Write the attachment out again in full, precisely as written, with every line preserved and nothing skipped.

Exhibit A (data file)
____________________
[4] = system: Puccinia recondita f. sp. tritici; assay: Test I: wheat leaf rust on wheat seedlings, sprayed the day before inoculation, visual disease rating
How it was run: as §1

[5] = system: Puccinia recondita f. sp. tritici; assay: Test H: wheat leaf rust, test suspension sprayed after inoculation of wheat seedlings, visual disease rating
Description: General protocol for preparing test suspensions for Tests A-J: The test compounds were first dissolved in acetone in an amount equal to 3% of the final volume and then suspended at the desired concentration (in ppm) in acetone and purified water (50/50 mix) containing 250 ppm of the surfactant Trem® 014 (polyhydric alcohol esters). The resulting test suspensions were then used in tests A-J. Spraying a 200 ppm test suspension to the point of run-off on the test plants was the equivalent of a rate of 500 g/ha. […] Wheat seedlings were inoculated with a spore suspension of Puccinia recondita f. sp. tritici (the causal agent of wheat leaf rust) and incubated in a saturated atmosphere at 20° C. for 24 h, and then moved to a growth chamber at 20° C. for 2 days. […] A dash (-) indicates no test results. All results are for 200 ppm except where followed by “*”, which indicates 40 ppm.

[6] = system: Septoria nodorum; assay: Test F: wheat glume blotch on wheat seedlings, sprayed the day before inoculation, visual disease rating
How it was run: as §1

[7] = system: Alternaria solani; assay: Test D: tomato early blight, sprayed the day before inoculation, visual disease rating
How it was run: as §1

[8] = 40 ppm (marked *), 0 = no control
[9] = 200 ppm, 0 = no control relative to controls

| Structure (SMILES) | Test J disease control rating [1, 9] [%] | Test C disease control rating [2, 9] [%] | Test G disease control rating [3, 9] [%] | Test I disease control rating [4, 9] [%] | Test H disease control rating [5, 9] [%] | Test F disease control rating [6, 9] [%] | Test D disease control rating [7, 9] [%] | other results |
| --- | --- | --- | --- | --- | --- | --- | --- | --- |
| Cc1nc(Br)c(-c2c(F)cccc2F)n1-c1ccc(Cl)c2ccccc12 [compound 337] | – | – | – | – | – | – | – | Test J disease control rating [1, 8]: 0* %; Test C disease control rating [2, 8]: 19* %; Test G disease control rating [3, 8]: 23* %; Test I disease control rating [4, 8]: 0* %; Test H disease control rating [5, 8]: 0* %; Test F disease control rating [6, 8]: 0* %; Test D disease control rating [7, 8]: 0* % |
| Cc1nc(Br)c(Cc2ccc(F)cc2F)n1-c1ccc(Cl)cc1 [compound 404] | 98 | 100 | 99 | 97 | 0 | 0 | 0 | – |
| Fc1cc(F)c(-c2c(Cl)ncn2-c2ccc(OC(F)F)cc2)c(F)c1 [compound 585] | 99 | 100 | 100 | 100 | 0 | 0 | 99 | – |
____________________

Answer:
[4] = system: Puccinia recondita f. sp. tritici; assay: Test I: wheat leaf rust on wheat seedlings, sprayed the day before inoculation, visual disease rating
How it was run: as §1

[5] = system: Puccinia recondita f. sp. tritici; assay: Test H: wheat leaf rust, test suspension sprayed after inoculation of wheat seedlings, visual disease rating
Description: General protocol for preparing test suspensions for Tests A-J: The test compounds were first dissolved in acetone in an amount equal to 3% of the final volume and then suspended at the desired concentration (in ppm) in acetone and purified water (50/50 mix) containing 250 ppm of the surfactant Trem® 014 (polyhydric alcohol esters). The resulting test suspensions were then used in tests A-J. Spraying a 200 ppm test suspension to the point of run-off on the test plants was the equivalent of a rate of 500 g/ha. […] Wheat seedlings were inoculated with a spore suspension of Puccinia recondita f. sp. tritici (the causal agent of wheat leaf rust) and incubated in a saturated atmosphere at 20° C. for 24 h, and then moved to a growth chamber at 20° C. for 2 days. […] A dash (-) indicates no test results. All results are for 200 ppm except where followed by “*”, which indicates 40 ppm.

[6] = system: Septoria nodorum; assay: Test F: wheat glume blotch on wheat seedlings, sprayed the day before inoculation, visual disease rating
How it was run: as §1

[7] = system: Alternaria solani; assay: Test D: tomato early blight, sprayed the day before inoculation, visual disease rating
How it was run: as §1

[8] = 40 ppm (marked *), 0 = no control
[9] = 200 ppm, 0 = no control relative to controls

| Structure (SMILES) | Test J disease control rating [1, 9] [%] | Test C disease control rating [2, 9] [%] | Test G disease control rating [3, 9] [%] | Test I disease control rating [4, 9] [%] | Test H disease control rating [5, 9] [%] | Test F disease control rating [6, 9] [%] | Test D disease control rating [7, 9] [%] | other results |
| --- | --- | --- | --- | --- | --- | --- | --- | --- |
| Cc1nc(Br)c(-c2c(F)cccc2F)n1-c1ccc(Cl)c2ccccc12 [compound 337] | – | – | – | – | – | – | – | Test J disease control rating [1, 8]: 0* %; Test C disease control rating [2, 8]: 19* %; Test G disease control rating [3, 8]: 23* %; Test I disease control rating [4, 8]: 0* %; Test H disease control rating [5, 8]: 0* %; Test F disease control rating [6, 8]: 0* %; Test D disease control rating [7, 8]: 0* % |
| Cc1nc(Br)c(Cc2ccc(F)cc2F)n1-c1ccc(Cl)cc1 [compound 404] | 98 | 100 | 99 | 97 | 0 | 0 | 0 | – |
| Fc1cc(F)c(-c2c(Cl)ncn2-c2ccc(OC(F)F)cc2)c(F)c1 [compound 585] | 99 | 100 | 100 | 100 | 0 | 0 | 99 | – |